In rebutting these claims, American officials point out that in 1979, when the Soviets had more than 400 warheads deployed on SS20 missiles, Soviet leader Leonid I. Brezhnev claimed then that a balance existed. Today there are more than 1,050 SS20 warheads deployed on more than 350 missiles, and the Soviets add roughly one new missile each week. The West still has no such weapons, yet the Soviets continue to claim that a balance exists, the officials said.
Washington claims that the missiles, which can hit targets in 15 minutes, should be the focus of the initial phase of negotiations and that to include aircraft now would divert attention from the more urgent problem of missiles. But even if aircraft were counted, the official NATO analysis shows 2,500 Soviet and Warsaw Pact aircraft capable of hitting western Europe with atomic bombs against 450 U.S. and allied attack planes.
Officials reiterated that the 144 submarine-based British and French missiles and the 18 French land-based missiles are sovereign forces not controlled by NATO and are meant as a last-ditch deterrent against atomic attacks on those countries. They cannot deter attacks on other allied countries, which is why American missiles must be deployed to link the overall security of Europe to the U.S. nuclear deterrent.
The officials also said that the Soviets have 950 other longer-range, strategic submarine-based missiles, a force larger than the 550 U.S. strategic missiles on submarines plus the French and British forces.
The Reagan administration also maintains that because the SS20s are mobile, any agreement must also include limits on deployments in the Asian portions of the Soviet Union. Some 108 of the 351 SS20s are in the eastern Soviet Union, presumably aimed at China, Japan and South Korea. American officials say that U.S. tactical fighter-bombers based in Japan and Korea are no comparison to the quick-striking and invulnerable SS20s in terms of a threat. The United States, therefore, also wants any agreement to prevent the shifting to Asia of missiles removed from Europe.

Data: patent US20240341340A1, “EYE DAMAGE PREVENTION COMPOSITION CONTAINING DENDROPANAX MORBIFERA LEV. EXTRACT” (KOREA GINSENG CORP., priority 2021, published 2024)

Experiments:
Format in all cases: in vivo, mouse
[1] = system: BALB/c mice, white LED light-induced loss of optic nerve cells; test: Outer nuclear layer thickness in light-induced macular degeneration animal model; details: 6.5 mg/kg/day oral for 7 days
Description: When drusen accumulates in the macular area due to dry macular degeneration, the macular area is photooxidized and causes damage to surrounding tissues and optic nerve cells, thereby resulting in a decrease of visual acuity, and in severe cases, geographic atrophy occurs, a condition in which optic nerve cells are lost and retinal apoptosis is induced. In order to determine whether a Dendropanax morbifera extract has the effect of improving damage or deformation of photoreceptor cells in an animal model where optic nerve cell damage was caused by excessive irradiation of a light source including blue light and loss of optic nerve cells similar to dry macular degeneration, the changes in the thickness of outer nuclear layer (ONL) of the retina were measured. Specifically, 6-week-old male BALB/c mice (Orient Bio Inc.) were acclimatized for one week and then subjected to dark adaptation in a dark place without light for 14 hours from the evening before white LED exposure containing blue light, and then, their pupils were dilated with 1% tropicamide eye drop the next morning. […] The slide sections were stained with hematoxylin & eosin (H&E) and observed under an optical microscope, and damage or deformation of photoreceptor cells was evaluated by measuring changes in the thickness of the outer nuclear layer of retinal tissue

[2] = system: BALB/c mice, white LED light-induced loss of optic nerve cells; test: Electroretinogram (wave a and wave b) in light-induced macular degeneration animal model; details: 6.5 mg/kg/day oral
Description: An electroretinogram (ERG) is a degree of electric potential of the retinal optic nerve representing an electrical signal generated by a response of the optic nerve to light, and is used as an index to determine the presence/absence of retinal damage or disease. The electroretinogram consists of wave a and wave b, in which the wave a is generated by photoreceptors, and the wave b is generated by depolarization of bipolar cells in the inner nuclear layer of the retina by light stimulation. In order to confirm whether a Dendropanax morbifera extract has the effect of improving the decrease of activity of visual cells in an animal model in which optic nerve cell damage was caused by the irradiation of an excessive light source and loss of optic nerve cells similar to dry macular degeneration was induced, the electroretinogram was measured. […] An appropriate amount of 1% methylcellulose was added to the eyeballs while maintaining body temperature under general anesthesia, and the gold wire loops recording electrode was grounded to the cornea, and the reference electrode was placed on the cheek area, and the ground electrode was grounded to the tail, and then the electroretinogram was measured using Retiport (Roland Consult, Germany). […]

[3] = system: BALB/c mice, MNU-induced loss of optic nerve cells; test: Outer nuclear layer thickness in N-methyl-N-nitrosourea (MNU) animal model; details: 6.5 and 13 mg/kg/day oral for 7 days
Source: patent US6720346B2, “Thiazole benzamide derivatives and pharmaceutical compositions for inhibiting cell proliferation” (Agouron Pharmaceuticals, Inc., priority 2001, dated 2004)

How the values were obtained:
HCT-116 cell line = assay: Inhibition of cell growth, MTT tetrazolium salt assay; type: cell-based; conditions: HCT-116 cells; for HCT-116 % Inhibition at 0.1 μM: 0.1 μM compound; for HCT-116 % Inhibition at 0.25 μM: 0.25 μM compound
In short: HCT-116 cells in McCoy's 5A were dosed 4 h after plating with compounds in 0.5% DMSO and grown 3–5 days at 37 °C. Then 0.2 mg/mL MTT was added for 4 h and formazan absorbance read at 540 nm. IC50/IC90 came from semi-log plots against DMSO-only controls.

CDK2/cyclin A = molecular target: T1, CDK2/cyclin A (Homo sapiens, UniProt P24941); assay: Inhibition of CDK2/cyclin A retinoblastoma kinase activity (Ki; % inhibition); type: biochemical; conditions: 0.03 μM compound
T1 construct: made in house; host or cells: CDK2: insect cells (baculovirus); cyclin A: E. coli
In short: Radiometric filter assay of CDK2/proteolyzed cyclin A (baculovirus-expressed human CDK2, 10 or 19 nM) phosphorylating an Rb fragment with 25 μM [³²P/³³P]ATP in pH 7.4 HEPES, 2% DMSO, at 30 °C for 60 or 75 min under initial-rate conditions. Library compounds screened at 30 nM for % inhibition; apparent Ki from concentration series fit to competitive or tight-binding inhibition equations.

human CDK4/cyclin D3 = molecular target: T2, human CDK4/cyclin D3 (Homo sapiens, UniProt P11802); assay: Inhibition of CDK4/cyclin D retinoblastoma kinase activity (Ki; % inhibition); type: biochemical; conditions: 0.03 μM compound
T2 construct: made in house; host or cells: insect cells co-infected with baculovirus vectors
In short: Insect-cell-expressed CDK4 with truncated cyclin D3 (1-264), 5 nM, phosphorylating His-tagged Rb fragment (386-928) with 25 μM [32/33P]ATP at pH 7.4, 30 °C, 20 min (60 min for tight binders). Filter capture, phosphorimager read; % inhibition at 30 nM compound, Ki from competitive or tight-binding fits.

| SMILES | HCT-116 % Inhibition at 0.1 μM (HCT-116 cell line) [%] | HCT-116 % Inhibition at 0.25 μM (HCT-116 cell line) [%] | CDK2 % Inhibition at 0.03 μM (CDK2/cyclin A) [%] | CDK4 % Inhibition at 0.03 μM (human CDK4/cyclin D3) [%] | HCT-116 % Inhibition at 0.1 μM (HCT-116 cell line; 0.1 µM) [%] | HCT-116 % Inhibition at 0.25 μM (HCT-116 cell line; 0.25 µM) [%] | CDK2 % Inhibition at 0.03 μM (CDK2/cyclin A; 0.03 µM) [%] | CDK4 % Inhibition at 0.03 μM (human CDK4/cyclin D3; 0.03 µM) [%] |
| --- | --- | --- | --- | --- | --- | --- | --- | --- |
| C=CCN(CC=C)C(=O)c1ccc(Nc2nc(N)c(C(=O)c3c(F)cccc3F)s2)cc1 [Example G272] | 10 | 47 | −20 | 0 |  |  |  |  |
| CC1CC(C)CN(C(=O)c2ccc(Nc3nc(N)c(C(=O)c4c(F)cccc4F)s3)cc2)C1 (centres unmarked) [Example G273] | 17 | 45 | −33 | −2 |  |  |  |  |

Although the administration has always talked of a "global" ban on the SS20, this recent emphasis on including Asia is a major new complication in the negotiations.
The Soviets also still hve 240 older SS4 and SS5 single-warhead missiles, but officials acknowledged that these are being dismantled and that Moscow probably intends to get rid of all of them as the SS20s are fielded. Five years ago, they said, there were about 600 of these missiles.
Officials acknowledged that even if the West deploys all 572 of the new single-warhead U.S. missiles, it would not achieve equality with the more than 1,000 Soviet SS20 warheads. But they said such a force was a good deterrent, and since that was the number agreed to in 1979 by NATO, the West would stick to it.
Although the U.S. statement said "we are disappointed at this unconstructive...Soviet reaction" to Reagan's interim proposal, officials expressed hope that Moscow would adopt "a more flexible view" as it studies the idea during the recess.